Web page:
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Customers are increasingly turning to scanning documents rather than printing them, putting the print channel under pressure to react to the growing shift.
Market watcher Quocirca has been tracking the transition to digital scanning, noting that 75% of organisations are looking to scan to help hit sustainability, efficiency and security goals.
At the same time, users adopting more artificial intelligence (AI) tools are also driving change because they expect more benefits to come from having data in a digital form that can be searched for data insights.
The main outcome of the shift to digital is an expectation print volumes will fall by an average of 3% this year, with small and medium-sized enterprises and the public sector experiencing more significant drops.
The reaction to digitisation has not been uniform across customers, with some business functions leading the way. Quocirca found that payroll was fully digitised in 54% of firms, and customer comms and contracts were also likely to be stored electronically, but for many, the mailroom remained a paper-dominated world.
“We see variations across business size and sector in the frequency and maturity of digitisation,” said Louella Fernandes, CEO of Quocirca. “Different verticals are seeking different scanning and workflow automation features. Therefore, vendor messages must be tailored accordingly. Vendors must ensure they understand where their customers are on the journey and help them build business cases that quantify the outcomes of digitisation, aligning the achievable results to business goals such as sustainability, efficiency and security.”
A growing number of customers describe themselves as “paperless”, and significant numbers are looking at digitising more processes to reduce the use of paper.
Digital document capture options
The message for vendors and their channels is to widen the pitch to include more digital document capture options.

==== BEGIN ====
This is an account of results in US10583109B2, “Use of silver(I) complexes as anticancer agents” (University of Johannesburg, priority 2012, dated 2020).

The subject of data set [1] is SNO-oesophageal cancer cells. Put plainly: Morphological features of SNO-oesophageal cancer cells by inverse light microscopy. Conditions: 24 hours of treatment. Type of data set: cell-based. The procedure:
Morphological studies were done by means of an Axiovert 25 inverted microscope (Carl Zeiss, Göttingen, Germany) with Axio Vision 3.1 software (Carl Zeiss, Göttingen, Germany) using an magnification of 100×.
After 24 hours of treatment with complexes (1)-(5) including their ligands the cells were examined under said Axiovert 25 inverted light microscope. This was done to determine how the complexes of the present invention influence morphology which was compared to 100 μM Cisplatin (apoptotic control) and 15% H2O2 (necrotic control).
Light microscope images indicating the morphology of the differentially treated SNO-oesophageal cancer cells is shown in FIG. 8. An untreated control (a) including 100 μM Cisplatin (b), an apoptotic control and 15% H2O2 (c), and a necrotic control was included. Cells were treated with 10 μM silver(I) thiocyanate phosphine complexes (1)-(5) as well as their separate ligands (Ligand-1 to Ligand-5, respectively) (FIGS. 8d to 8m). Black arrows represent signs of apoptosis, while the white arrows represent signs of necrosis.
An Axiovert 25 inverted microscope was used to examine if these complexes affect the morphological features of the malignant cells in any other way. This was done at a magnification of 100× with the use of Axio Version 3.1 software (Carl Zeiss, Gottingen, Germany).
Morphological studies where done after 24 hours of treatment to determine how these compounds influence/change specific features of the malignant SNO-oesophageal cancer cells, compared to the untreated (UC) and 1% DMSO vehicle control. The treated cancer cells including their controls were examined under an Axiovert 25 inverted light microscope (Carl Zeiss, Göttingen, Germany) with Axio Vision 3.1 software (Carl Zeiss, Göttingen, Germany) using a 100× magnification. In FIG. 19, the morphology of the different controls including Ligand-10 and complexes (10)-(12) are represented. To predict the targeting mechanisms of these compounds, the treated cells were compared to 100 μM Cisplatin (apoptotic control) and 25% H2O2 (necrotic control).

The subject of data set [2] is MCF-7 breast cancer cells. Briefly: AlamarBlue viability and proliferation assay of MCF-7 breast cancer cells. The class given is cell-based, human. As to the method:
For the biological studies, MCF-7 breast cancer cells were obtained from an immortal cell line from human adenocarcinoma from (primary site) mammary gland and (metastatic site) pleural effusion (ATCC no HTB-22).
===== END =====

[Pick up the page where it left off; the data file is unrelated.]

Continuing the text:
“Suppliers with products across print and scan categories can capitalise on the opportunity to extend their digital workflow integration service offerings and participate in a broader digital ecosystem that comprises hardware, software, and services,” said Fernandes.
“This is a further swing away from transactional engagements to a more business process-orientated and consultative approach,” she added. “A mix of different hardware and software capabilities will be needed, combined with a far more open approach to the rest of the enterprise software, collaboration and workflow systems already in use within organisations.”
There has been a lot of noise made around the prospects for AI to change the industry, and there are signs the technology will also have a key role to play in the printing world, as users look to unlock more data insights.
“The fast-rising interest in AI-powered digitisation and workflow automation represents a significant opportunity for document capture hardware and software vendors,” said Fernandes. “Common objections to digitisation, such as client preferences for paper, the need for physical signatures and hard copy retention for legal reasons, are fast becoming obsolete as elegant, secure digital solutions achieve widespread adoption.
“As digitisation shifts from ‘nice-to-have’ to business-critical, vendors that offer the right solutions at the right price are likely to be pushing at an open door.”